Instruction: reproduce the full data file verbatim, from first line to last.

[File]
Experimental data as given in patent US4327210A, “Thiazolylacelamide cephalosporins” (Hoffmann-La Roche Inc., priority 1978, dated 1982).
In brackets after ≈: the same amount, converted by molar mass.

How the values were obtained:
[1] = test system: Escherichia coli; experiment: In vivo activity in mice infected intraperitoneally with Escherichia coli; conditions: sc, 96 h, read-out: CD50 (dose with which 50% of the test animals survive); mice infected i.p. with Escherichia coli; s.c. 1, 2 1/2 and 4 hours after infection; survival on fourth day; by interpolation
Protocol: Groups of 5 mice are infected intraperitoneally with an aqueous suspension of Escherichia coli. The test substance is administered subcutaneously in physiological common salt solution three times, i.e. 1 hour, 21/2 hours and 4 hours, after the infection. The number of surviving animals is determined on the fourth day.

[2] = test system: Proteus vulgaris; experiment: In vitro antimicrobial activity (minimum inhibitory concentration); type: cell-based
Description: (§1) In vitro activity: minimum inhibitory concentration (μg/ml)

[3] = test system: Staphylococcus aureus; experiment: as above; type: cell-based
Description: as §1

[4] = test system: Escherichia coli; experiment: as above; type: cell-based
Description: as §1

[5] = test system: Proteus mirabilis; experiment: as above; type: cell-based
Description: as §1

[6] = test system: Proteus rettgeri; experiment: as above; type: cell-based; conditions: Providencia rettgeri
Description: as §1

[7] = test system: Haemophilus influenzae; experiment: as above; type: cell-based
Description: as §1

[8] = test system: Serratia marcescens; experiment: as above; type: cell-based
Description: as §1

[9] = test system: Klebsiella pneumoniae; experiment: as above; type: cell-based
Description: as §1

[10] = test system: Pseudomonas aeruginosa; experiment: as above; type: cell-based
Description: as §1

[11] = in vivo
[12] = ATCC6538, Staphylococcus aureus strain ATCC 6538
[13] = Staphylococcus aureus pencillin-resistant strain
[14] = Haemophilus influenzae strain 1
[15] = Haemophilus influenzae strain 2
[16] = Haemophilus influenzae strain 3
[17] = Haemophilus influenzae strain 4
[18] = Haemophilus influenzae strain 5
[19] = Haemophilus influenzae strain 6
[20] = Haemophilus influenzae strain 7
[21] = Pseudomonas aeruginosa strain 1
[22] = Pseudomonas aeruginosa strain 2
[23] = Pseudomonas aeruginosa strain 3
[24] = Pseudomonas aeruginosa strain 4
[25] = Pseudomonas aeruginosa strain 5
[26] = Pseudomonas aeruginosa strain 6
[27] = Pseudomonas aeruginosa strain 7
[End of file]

Experimental data as given in patent US4327210A, “Thiazolylacelamide cephalosporins” (Hoffmann-La Roche Inc., priority 1978, dated 1982).
In brackets after ≈: the same amount, converted by molar mass.

How the values were obtained:
[1] = test system: Escherichia coli; experiment: In vivo activity in mice infected intraperitoneally with Escherichia coli; conditions: sc, 96 h, read-out: CD50 (dose with which 50% of the test animals survive); mice infected i.p. with Escherichia coli; s.c. 1, 2 1/2 and 4 hours after infection; survival on fourth day; by interpolation
Protocol: Groups of 5 mice are infected intraperitoneally with an aqueous suspension of Escherichia coli. The test substance is administered subcutaneously in physiological common salt solution three times, i.e. 1 hour, 21/2 hours and 4 hours, after the infection. The number of surviving animals is determined on the fourth day.

[2] = test system: Proteus vulgaris; experiment: In vitro antimicrobial activity (minimum inhibitory concentration); type: cell-based
Description: (§1) In vitro activity: minimum inhibitory concentration (μg/ml)

[3] = test system: Staphylococcus aureus; experiment: as above; type: cell-based
Description: as §1

[4] = test system: Escherichia coli; experiment: as above; type: cell-based
Description: as §1

[5] = test system: Proteus mirabilis; experiment: as above; type: cell-based
Description: as §1

[6] = test system: Proteus rettgeri; experiment: as above; type: cell-based; conditions: Providencia rettgeri
Description: as §1

[7] = test system: Haemophilus influenzae; experiment: as above; type: cell-based
Description: as §1

[8] = test system: Serratia marcescens; experiment: as above; type: cell-based
Description: as §1

[9] = test system: Klebsiella pneumoniae; experiment: as above; type: cell-based
Description: as §1

[10] = test system: Pseudomonas aeruginosa; experiment: as above; type: cell-based
Description: as §1

[11] = in vivo
[12] = ATCC6538, Staphylococcus aureus strain ATCC 6538
[13] = Staphylococcus aureus pencillin-resistant strain
[14] = Haemophilus influenzae strain 1
[15] = Haemophilus influenzae strain 2
[16] = Haemophilus influenzae strain 3
[17] = Haemophilus influenzae strain 4
[18] = Haemophilus influenzae strain 5
[19] = Haemophilus influenzae strain 6
[20] = Haemophilus influenzae strain 7
[21] = Pseudomonas aeruginosa strain 1
[22] = Pseudomonas aeruginosa strain 2
[23] = Pseudomonas aeruginosa strain 3
[24] = Pseudomonas aeruginosa strain 4
[25] = Pseudomonas aeruginosa strain 5
[26] = Pseudomonas aeruginosa strain 6
[27] = Pseudomonas aeruginosa strain 7